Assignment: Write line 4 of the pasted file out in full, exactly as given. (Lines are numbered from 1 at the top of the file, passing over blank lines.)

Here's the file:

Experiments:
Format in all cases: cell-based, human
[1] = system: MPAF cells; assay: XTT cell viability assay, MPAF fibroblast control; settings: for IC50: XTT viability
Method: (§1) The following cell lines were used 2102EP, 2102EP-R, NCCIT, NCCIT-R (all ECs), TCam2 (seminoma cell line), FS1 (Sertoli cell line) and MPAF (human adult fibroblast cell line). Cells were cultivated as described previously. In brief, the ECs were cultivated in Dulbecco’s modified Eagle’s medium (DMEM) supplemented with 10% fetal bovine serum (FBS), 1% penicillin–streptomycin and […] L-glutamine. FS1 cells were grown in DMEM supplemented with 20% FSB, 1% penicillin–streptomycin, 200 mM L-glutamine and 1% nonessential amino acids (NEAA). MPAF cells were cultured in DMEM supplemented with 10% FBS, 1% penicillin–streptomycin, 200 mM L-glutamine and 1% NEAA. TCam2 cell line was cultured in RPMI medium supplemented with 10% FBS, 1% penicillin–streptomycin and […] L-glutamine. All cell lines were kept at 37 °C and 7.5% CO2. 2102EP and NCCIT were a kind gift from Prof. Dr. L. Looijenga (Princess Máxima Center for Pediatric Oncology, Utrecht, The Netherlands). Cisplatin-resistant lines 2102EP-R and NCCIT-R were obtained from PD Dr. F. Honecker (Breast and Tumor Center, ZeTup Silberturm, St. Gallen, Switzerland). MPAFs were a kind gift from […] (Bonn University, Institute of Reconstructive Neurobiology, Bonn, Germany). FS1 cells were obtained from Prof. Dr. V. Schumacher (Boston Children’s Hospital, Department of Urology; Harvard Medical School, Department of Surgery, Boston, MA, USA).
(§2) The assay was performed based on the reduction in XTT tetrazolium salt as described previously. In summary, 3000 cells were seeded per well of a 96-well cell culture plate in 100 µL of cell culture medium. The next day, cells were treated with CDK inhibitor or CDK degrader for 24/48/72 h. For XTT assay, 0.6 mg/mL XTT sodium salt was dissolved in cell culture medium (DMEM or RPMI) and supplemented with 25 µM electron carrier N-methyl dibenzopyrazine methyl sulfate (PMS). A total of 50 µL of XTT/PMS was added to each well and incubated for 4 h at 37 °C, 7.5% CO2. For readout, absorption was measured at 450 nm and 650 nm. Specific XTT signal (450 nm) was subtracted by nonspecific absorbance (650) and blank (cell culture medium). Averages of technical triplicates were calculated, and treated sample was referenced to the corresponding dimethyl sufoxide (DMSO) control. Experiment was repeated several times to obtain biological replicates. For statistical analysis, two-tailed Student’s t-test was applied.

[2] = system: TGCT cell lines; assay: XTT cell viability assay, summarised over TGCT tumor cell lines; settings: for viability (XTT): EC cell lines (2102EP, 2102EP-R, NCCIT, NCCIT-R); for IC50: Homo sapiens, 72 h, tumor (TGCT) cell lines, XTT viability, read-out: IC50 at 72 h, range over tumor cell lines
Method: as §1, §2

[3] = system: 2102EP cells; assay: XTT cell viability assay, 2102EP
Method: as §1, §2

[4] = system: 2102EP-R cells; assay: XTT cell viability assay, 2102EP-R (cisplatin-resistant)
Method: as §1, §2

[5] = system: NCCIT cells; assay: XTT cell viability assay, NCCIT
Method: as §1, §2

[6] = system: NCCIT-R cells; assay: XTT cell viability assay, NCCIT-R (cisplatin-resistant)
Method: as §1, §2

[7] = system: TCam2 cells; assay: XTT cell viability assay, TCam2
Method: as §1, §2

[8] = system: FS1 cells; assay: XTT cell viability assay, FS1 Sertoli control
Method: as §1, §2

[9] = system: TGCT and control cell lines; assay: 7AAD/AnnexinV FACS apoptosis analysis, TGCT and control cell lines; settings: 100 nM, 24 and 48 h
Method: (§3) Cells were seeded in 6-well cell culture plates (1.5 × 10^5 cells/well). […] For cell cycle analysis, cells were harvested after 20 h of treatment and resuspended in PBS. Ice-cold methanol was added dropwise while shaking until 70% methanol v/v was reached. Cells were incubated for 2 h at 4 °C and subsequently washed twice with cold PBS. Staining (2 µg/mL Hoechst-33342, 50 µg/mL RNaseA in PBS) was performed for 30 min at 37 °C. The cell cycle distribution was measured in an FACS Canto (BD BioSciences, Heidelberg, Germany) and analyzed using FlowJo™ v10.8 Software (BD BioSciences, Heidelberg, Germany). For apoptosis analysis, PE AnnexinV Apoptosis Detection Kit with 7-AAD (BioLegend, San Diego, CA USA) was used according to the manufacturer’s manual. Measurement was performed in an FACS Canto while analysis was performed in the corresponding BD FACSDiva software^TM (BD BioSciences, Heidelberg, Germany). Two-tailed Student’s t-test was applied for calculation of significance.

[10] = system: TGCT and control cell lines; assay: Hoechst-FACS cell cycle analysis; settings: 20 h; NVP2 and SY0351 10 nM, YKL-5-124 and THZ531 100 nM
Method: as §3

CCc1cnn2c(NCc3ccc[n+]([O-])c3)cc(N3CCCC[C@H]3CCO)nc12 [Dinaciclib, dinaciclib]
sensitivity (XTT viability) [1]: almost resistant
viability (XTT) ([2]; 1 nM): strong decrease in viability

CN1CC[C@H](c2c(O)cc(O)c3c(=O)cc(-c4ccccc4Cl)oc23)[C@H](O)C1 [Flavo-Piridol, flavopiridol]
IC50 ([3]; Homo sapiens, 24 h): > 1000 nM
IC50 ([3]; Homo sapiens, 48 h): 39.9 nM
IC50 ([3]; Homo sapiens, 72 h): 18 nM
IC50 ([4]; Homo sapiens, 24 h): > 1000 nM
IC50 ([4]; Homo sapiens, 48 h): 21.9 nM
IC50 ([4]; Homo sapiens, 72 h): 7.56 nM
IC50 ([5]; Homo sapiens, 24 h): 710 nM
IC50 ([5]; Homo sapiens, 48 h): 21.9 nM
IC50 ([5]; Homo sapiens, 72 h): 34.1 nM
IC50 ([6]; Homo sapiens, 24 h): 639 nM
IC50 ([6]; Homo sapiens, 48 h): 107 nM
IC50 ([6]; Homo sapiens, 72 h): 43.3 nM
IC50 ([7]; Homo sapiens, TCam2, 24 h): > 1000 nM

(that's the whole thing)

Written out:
Method: (§1) The following cell lines were used 2102EP, 2102EP-R, NCCIT, NCCIT-R (all ECs), TCam2 (seminoma cell line), FS1 (Sertoli cell line) and MPAF (human adult fibroblast cell line). Cells were cultivated as described previously. In brief, the ECs were cultivated in Dulbecco’s modified Eagle’s medium (DMEM) supplemented with 10% fetal bovine serum (FBS), 1% penicillin–streptomycin and […] L-glutamine. FS1 cells were grown in DMEM supplemented with 20% FSB, 1% penicillin–streptomycin, 200 mM L-glutamine and 1% nonessential amino acids (NEAA). MPAF cells were cultured in DMEM supplemented with 10% FBS, 1% penicillin–streptomycin, 200 mM L-glutamine and 1% NEAA. TCam2 cell line was cultured in RPMI medium supplemented with 10% FBS, 1% penicillin–streptomycin and […] L-glutamine. All cell lines were kept at 37 °C and 7.5% CO2. 2102EP and NCCIT were a kind gift from Prof. Dr. L. Looijenga (Princess Máxima Center for Pediatric Oncology, Utrecht, The Netherlands). Cisplatin-resistant lines 2102EP-R and NCCIT-R were obtained from PD Dr. F. Honecker (Breast and Tumor Center, ZeTup Silberturm, St. Gallen, Switzerland). MPAFs were a kind gift from […] (Bonn University, Institute of Reconstructive Neurobiology, Bonn, Germany). FS1 cells were obtained from Prof. Dr. V. Schumacher (Boston Children’s Hospital, Department of Urology; Harvard Medical School, Department of Surgery, Boston, MA, USA).